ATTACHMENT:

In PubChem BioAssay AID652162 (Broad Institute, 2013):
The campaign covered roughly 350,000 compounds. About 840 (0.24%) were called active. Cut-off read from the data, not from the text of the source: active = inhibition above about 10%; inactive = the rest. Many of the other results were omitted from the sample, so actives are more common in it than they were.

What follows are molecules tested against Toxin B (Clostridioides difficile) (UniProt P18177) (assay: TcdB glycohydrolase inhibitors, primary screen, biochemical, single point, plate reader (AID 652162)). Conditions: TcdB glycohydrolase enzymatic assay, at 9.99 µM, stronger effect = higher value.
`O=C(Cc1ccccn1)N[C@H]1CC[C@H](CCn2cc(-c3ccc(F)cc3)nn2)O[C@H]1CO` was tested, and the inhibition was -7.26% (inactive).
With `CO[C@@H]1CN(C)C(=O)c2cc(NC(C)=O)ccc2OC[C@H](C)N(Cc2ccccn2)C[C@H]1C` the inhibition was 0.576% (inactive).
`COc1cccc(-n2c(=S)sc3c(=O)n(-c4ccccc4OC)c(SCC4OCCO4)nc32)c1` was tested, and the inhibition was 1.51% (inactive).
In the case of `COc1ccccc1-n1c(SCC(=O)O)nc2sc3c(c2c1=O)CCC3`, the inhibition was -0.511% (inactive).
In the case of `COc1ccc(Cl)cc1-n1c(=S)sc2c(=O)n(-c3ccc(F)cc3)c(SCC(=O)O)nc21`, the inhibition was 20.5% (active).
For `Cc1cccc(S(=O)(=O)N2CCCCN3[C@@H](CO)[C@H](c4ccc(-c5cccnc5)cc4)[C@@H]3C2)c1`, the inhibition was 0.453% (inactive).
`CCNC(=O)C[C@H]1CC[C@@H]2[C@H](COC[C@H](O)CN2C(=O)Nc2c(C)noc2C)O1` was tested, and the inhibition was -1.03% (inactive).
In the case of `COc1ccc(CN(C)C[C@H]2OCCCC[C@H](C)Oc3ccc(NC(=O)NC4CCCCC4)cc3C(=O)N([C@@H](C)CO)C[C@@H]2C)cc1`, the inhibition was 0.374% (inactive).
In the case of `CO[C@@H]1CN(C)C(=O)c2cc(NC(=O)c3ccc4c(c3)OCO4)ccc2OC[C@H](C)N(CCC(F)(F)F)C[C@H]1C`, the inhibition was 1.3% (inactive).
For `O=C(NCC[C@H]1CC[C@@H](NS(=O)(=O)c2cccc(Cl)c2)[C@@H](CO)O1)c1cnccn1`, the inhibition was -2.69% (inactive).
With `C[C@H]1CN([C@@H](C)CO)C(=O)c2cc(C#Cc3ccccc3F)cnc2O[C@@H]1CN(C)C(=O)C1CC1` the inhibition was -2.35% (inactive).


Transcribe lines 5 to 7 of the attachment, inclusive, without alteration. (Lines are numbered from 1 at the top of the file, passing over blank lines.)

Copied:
With `CO[C@@H]1CN(C)C(=O)c2cc(NC(C)=O)ccc2OC[C@H](C)N(Cc2ccccn2)C[C@H]1C` the inhibition was 0.576% (inactive).
`COc1cccc(-n2c(=S)sc3c(=O)n(-c4ccccc4OC)c(SCC4OCCO4)nc32)c1` was tested, and the inhibition was 1.51% (inactive).
In the case of `COc1ccccc1-n1c(SCC(=O)O)nc2sc3c(c2c1=O)CCC3`, the inhibition was -0.511% (inactive).